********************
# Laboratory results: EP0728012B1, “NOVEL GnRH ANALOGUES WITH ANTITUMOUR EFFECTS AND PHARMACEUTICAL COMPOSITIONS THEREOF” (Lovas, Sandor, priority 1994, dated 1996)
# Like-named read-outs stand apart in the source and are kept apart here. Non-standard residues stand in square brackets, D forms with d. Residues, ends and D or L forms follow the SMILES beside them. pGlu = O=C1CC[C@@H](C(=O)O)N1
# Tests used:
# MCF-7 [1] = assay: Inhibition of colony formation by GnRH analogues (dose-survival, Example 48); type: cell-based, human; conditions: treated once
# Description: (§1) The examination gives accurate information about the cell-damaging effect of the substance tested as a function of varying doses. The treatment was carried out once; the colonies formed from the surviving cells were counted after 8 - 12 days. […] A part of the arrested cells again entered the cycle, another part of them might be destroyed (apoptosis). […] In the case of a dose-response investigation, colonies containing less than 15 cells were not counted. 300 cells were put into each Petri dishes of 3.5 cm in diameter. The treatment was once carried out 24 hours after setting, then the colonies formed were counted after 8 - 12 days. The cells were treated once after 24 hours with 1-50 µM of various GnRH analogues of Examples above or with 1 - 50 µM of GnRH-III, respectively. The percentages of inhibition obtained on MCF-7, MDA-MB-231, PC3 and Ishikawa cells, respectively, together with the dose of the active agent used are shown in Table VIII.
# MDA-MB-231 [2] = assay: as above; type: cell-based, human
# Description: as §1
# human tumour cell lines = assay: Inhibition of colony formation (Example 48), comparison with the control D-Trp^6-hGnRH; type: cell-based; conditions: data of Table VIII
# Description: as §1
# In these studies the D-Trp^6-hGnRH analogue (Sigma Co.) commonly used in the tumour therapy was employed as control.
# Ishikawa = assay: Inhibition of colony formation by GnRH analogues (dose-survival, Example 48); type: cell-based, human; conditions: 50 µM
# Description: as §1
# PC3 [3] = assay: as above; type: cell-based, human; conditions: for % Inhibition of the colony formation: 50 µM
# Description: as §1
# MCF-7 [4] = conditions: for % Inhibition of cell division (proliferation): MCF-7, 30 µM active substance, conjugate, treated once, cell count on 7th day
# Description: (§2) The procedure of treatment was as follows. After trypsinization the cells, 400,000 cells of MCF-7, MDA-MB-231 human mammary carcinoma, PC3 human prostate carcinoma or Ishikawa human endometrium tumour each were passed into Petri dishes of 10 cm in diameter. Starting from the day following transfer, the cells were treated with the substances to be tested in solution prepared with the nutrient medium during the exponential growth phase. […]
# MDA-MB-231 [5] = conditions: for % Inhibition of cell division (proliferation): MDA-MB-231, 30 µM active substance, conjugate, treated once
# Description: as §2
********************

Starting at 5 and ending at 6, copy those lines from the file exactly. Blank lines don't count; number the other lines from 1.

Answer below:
# Description: (§1) The examination gives accurate information about the cell-damaging effect of the substance tested as a function of varying doses. The treatment was carried out once; the colonies formed from the surviving cells were counted after 8 - 12 days. […] A part of the arrested cells again entered the cycle, another part of them might be destroyed (apoptosis). […] In the case of a dose-response investigation, colonies containing less than 15 cells were not counted. 300 cells were put into each Petri dishes of 3.5 cm in diameter. The treatment was once carried out 24 hours after setting, then the colonies formed were counted after 8 - 12 days. The cells were treated once after 24 hours with 1-50 µM of various GnRH analogues of Examples above or with 1 - 50 µM of GnRH-III, respectively. The percentages of inhibition obtained on MCF-7, MDA-MB-231, PC3 and Ishikawa cells, respectively, together with the dose of the active agent used are shown in Table VIII.
# MDA-MB-231 [2] = assay: as above; type: cell-based, human